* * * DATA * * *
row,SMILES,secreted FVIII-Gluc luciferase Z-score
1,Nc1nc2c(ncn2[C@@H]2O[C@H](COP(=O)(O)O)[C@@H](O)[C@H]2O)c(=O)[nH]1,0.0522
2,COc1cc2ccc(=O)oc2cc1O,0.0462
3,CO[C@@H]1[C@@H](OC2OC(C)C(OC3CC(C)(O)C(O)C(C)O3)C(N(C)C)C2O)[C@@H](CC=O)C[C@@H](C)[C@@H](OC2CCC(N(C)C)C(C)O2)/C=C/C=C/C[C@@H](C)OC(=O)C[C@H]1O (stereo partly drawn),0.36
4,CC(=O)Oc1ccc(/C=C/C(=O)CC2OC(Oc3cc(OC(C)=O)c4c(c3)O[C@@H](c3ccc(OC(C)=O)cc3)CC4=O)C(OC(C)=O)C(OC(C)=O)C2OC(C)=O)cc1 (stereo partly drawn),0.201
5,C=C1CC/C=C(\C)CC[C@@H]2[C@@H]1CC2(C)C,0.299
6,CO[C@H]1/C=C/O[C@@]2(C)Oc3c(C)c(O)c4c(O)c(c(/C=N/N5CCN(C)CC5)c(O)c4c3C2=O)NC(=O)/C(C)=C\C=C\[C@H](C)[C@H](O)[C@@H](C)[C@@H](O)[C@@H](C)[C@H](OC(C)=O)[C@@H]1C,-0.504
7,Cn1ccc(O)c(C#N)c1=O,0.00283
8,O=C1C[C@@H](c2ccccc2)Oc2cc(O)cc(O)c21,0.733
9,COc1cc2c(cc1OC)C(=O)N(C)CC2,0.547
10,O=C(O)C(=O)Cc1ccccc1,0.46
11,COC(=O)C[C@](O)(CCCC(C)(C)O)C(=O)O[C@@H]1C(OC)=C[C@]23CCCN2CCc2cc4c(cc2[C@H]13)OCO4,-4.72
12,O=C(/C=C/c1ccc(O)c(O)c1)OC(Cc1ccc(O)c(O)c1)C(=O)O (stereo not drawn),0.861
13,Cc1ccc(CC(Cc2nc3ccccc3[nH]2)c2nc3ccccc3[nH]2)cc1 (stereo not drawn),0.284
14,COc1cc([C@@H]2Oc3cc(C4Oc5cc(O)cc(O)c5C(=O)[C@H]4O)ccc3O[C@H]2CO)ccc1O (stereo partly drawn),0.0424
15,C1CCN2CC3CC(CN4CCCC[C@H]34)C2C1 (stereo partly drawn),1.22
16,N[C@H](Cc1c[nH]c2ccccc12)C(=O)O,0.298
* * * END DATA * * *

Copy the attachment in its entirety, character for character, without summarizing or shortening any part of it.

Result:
row,SMILES,secreted FVIII-Gluc luciferase Z-score
1,Nc1nc2c(ncn2[C@@H]2O[C@H](COP(=O)(O)O)[C@@H](O)[C@H]2O)c(=O)[nH]1,0.0522
2,COc1cc2ccc(=O)oc2cc1O,0.0462
3,CO[C@@H]1[C@@H](OC2OC(C)C(OC3CC(C)(O)C(O)C(C)O3)C(N(C)C)C2O)[C@@H](CC=O)C[C@@H](C)[C@@H](OC2CCC(N(C)C)C(C)O2)/C=C/C=C/C[C@@H](C)OC(=O)C[C@H]1O (stereo partly drawn),0.36
4,CC(=O)Oc1ccc(/C=C/C(=O)CC2OC(Oc3cc(OC(C)=O)c4c(c3)O[C@@H](c3ccc(OC(C)=O)cc3)CC4=O)C(OC(C)=O)C(OC(C)=O)C2OC(C)=O)cc1 (stereo partly drawn),0.201
5,C=C1CC/C=C(\C)CC[C@@H]2[C@@H]1CC2(C)C,0.299
6,CO[C@H]1/C=C/O[C@@]2(C)Oc3c(C)c(O)c4c(O)c(c(/C=N/N5CCN(C)CC5)c(O)c4c3C2=O)NC(=O)/C(C)=C\C=C\[C@H](C)[C@H](O)[C@@H](C)[C@@H](O)[C@@H](C)[C@H](OC(C)=O)[C@@H]1C,-0.504
7,Cn1ccc(O)c(C#N)c1=O,0.00283
8,O=C1C[C@@H](c2ccccc2)Oc2cc(O)cc(O)c21,0.733
9,COc1cc2c(cc1OC)C(=O)N(C)CC2,0.547
10,O=C(O)C(=O)Cc1ccccc1,0.46
11,COC(=O)C[C@](O)(CCCC(C)(C)O)C(=O)O[C@@H]1C(OC)=C[C@]23CCCN2CCc2cc4c(cc2[C@H]13)OCO4,-4.72
12,O=C(/C=C/c1ccc(O)c(O)c1)OC(Cc1ccc(O)c(O)c1)C(=O)O (stereo not drawn),0.861
13,Cc1ccc(CC(Cc2nc3ccccc3[nH]2)c2nc3ccccc3[nH]2)cc1 (stereo not drawn),0.284
14,COc1cc([C@@H]2Oc3cc(C4Oc5cc(O)cc(O)c5C(=O)[C@H]4O)ccc3O[C@H]2CO)ccc1O (stereo partly drawn),0.0424
15,C1CCN2CC3CC(CN4CCCC[C@H]34)C2C1 (stereo partly drawn),1.22
16,N[C@H](Cc1c[nH]c2ccccc12)C(=O)O,0.298